I have tried to ask this in chat and I have been invited to ask a full fledged question here.

Is it true that an old (say about between the two world wars) take-off technique, to compensate for the p-factor experienced at high throttle settings, was to put the aircraft misaligned to the runway and let the p-factor align the aircraft to the center-line?

Example: take an aircraft with a p-factor that makes it yaw to the left, the pilot would have placed the aircraft on the left side of the center-line, with the nose to the right (so, looking at the center-line).

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    $\begingroup$ Never heard of that method, but in his Taildragger Tactics book, Sparky Imerson describes how to land on a slight diagonal down the runway to help reduce crosswind component, so there's no telling how creative pilots can get when they have to. $\endgroup$ – habu Aug 25 '15 at 7:13
  • $\begingroup$ An off-center takeoff gives the pilot a better view of the runway. Airplanes back then were almost all taildraggers, and forward visibility on the ground was poor. $\endgroup$ – Peter Kämpf Mar 24 '17 at 20:04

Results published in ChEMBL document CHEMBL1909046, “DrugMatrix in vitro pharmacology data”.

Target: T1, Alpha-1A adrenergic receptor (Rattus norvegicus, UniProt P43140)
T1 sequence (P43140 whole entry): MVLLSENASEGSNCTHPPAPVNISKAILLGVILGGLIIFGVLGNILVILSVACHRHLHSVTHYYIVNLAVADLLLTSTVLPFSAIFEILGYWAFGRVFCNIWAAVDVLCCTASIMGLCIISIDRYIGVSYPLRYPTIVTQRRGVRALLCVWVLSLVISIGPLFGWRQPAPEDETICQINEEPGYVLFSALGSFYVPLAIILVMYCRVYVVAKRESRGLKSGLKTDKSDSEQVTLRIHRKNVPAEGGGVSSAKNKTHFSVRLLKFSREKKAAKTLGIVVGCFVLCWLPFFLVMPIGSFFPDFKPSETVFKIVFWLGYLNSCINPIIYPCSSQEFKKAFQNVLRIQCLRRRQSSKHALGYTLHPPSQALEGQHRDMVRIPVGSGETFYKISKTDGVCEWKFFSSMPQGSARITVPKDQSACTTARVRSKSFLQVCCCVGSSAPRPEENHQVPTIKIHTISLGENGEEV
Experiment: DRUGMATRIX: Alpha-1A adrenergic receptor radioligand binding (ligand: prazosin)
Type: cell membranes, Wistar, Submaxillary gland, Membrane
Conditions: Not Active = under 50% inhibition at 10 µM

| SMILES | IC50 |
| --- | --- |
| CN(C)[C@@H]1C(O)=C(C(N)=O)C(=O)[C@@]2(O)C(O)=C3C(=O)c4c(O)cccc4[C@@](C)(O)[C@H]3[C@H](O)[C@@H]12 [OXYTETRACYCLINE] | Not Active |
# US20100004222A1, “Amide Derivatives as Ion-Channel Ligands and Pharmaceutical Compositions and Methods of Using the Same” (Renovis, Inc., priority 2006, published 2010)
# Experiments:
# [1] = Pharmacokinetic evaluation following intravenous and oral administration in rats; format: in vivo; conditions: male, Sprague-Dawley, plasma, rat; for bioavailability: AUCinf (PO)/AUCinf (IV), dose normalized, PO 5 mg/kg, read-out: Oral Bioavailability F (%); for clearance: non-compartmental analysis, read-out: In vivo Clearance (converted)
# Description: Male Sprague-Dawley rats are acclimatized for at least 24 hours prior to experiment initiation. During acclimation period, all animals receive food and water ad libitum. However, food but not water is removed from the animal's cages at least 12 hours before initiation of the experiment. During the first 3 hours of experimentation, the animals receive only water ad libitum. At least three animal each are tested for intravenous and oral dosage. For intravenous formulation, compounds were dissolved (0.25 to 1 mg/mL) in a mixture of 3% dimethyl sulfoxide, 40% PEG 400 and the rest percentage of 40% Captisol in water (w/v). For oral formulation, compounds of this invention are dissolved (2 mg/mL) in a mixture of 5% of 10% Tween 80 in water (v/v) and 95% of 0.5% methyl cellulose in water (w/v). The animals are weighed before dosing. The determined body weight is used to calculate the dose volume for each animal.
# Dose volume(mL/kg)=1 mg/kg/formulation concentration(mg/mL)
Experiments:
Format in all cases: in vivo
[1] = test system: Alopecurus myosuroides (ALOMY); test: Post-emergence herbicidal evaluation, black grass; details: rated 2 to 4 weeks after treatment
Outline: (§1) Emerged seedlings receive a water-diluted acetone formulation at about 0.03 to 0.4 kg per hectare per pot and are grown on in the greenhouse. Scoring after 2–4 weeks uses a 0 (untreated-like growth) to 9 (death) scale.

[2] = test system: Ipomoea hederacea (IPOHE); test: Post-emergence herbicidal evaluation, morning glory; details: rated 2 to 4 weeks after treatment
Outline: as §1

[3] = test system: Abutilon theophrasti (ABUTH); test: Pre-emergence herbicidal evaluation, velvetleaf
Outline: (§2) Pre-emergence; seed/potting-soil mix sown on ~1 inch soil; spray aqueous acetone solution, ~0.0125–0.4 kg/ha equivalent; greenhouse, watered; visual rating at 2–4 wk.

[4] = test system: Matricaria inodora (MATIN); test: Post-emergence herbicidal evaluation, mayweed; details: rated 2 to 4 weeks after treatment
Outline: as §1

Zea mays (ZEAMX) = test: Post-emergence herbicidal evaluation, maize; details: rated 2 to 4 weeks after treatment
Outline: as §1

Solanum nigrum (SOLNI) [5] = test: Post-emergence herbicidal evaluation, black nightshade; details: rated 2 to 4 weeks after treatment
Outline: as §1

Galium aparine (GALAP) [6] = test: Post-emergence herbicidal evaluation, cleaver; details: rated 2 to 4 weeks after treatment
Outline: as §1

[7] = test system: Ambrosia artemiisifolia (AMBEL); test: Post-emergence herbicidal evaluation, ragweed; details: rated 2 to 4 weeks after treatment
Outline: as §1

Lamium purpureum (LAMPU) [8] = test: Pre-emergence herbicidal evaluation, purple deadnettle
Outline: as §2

Why ask in past tense? The Mü-23 motor glider has a central wheel and would need someone to hold a wingtip during take-off. Sometimes, a different technique is used: The aircraft is parked at a right angle to the (grass) runway, with the wingtip pointing into the intended take-off direction on the ground. When the pilot opens the throttle, he steps on the rudder, causing the aircraft to swerve into the desired direction and rotating into a horizontal attitude thanks to the centrifugal force.

Akaflieg München Mü-23

Akaflieg München Mü-23 (picture source)

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    $\begingroup$ Why I ask in past tense? From the wiki page: Number built 1 not exactly common to come across, is it? :P $\endgroup$ – Federico Aug 25 '15 at 7:23
  • $\begingroup$ @Federico: Unless you are flying from the Königsdorf airfield. $\endgroup$ – Peter Kämpf Aug 25 '15 at 8:11
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    $\begingroup$ Also, this aircraft seems to be doing it because of the single wheel, not to compensate for the p-factor. Are there examples of aircrafts/pilots doing it for p-factor related necessity? $\endgroup$ – Federico Aug 25 '15 at 8:21
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    $\begingroup$ @Federico: I admit, this is not answering your question. But p-factor is also at work when uprighting the Mü-23. $\endgroup$ – Peter Kämpf Aug 25 '15 at 10:22
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    $\begingroup$ Peter, as you mention, this does not answer the question, but it is upvoted, meaning that the system behind SE thinks that my question is answered. Could you help me having a chance of receiving an answer? $\endgroup$ – Federico Nov 8 '17 at 12:01

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